In my columns and eBooks I use the recommendations of the American College of Sports Medicine (ACSM) on Exercise and Physical Activity for Older Adults. (2009). In 2018 the U.S. Department of Health and Human Services published Physical Activity for Americans, 2nd ed. The 118 pages include a chapter on Active Older Adults. This applies to all older adults. I found this very helpful book while doing research for my eBook Cycling in Your 70s, 80s and Beyond. The recommendations are similar to those of the ACSM; however, the new guidelines are more detailed. These are major conclusions:
Move more, sit less. Adults should move more and sit less throughout the day. For more on the research about sitting, exercise and longevity see my column on Update on Exercise and Longevity.
At least 30 minutes most days. Specifically, the guidelines recommend:
- 150 minutes (2 hours and 30 minutes) to 300 minutes (5 hours) a week of moderate-intensity, or
- 75 minutes (1 hour and 15 minutes) to 150 minutes (2 hours and 30 minutes) a week of vigorous-intensity aerobic activity, or
- An equivalent combination of moderate- and vigorous-intensity aerobic activity.
- Additional health benefits result from even more moderate-intensity aerobic activity than then 300 minutes (5 hours) a week.
Frequency and volume. Many studies show:
- Performing an activity at least three days a week produces health benefits.
- The total amount of aerobic activity is more important than the duration of each episode.
Going for a three hour ride and a two hour ride (five hours total) isn’t as good running errands on your bike a couple of days totaling an hour, a couple of brisk morning rides on the trainer totaling an hour, and your three hour weekend ride. Or you could go for a couple of 30-minute walks after dinner instead of running errands or riding the trainer.
Intensity by rate of perceived exertion (RPE). Very few people have heart rate monitors and even fewer have power meters. Both as a coach and a rider I’ve found RPE to be just as effective as heart rate and power except for elite athletes. The recommendations define:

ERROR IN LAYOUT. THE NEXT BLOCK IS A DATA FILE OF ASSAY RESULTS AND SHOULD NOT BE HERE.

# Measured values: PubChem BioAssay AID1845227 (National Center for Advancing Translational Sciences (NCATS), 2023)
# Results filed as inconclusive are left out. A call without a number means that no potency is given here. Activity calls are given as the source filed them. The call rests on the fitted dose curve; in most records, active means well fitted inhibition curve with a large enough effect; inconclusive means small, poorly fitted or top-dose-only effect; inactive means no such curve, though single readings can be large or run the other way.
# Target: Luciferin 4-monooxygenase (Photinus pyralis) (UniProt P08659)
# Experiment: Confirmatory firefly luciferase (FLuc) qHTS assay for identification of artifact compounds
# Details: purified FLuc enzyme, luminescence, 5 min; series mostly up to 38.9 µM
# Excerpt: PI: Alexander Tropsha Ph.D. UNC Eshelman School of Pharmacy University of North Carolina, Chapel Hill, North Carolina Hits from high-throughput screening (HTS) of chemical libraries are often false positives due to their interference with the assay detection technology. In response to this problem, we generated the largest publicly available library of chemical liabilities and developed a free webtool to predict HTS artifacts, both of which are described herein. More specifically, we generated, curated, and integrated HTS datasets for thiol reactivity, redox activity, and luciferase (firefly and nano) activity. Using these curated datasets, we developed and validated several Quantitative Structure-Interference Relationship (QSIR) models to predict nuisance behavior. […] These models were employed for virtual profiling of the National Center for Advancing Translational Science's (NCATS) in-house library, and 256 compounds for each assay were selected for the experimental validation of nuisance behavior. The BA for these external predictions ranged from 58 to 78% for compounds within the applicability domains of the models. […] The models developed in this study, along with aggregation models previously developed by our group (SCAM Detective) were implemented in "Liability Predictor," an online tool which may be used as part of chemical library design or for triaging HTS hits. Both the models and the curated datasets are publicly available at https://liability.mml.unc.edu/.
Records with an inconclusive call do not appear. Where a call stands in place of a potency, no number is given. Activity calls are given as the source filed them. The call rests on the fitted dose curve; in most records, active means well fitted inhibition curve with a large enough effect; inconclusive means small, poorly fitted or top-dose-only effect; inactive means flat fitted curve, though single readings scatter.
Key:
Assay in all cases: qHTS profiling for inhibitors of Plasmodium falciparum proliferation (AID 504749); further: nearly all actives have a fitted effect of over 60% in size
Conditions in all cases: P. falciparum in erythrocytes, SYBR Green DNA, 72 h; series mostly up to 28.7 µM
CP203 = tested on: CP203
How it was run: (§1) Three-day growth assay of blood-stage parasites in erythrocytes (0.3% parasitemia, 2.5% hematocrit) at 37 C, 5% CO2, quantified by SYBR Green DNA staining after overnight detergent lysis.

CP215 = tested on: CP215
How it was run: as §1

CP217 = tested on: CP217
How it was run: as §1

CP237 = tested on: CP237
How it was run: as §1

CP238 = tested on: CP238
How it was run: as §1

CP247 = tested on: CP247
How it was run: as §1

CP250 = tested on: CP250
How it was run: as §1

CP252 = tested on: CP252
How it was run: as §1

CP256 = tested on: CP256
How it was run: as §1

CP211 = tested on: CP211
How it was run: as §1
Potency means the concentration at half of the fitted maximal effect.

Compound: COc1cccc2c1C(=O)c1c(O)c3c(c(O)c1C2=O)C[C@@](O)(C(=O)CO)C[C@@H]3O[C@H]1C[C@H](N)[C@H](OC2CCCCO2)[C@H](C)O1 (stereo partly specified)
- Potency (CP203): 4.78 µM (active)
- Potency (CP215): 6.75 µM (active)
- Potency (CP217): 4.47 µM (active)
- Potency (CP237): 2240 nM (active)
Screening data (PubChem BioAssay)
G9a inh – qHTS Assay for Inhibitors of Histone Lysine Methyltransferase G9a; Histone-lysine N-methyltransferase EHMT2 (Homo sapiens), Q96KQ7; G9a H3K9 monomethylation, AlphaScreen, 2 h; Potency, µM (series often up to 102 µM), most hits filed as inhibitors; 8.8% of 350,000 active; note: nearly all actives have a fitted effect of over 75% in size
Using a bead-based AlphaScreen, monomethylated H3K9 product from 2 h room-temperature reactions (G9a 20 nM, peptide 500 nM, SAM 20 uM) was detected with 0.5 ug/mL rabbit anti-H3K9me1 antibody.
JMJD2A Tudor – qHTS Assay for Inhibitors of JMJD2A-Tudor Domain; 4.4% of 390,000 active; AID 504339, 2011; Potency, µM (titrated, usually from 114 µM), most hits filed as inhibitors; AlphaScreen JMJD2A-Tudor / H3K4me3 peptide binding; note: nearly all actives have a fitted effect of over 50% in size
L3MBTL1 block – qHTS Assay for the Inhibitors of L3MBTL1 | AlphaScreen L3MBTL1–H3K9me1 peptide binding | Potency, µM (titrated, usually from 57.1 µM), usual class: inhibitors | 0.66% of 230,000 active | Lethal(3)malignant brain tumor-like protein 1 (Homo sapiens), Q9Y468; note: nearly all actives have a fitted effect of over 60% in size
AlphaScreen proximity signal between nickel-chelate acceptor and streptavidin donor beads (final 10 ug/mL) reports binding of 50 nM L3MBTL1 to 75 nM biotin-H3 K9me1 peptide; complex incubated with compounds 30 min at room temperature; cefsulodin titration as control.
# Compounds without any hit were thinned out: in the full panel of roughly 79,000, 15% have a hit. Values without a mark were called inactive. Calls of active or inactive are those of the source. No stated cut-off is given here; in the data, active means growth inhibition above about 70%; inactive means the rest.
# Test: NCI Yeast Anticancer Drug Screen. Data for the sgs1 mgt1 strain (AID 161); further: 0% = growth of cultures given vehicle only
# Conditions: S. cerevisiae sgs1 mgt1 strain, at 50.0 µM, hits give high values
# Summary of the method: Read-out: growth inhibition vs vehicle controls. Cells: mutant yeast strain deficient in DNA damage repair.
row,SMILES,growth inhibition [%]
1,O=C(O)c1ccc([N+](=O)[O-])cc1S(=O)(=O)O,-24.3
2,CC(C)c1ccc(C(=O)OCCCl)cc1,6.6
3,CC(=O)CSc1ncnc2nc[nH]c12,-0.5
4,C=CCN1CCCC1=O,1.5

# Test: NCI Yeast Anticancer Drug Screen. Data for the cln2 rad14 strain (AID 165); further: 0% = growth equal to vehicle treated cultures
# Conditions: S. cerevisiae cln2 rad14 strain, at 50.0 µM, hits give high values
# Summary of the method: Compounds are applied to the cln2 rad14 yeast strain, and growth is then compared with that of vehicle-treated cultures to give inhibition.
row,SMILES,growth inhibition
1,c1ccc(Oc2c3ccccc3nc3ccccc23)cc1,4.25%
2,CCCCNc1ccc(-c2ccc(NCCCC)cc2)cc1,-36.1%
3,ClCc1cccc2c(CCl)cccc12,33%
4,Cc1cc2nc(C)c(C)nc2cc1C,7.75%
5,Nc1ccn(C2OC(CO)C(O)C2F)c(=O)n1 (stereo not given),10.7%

- Moderate-intensity activity produces noticeable increases in breathing rate and heart rate.
- Vigorous-intensity activity produces large increases in a person’s breathing and heart rate.
- I wrote a column on Training by Perceived Exertion.
I wrote related columns on:
- 14 Training Rules for Older Cyclists.
- Is It Necessary to Build an Aerobic Base?
- How to Do Endurance (Aerobic) Training Correctly.
- Anti-Aging: Benefits of Training with Intensity
- 8 Exercise Mistakes Older Riders Make.
Muscle Strength Training
In addition to aerobic activity all adults should do muscle-strengthening activities of moderate or greater intensity involving all the major muscle groups:
Variety of activities. The improvements in, or maintenance of, muscular strength are specific to the muscles used during the activity, so a variety of activities is important. These should include legs, hips, chest, back, abdomen, shoulders and arms.
Muscle overload. Strength training is any activity that makes muscles do more than they are accustomed to doing during the routine activities of daily life. Examples may include climbing stairs instead of taking the elevator, using a push lawnmower instead of a power mower, parking in the far corner of the parking lot and carrying bags of groceries instead of using a cart, digging in the garden and shoveling snow instead of hiring a neighbor kid. Strength training also includes calisthenics that use body weight for resistance (such as split squats, single leg squats, push-ups, pull-ups, and planks), lifting weights and working with resistance bands.
Frequency. Two non-consecutive days a week are sufficient; however, if you have time a third day helps. Because of the variety of types of and intensities of activities the guidelines don’t specify an amount of time.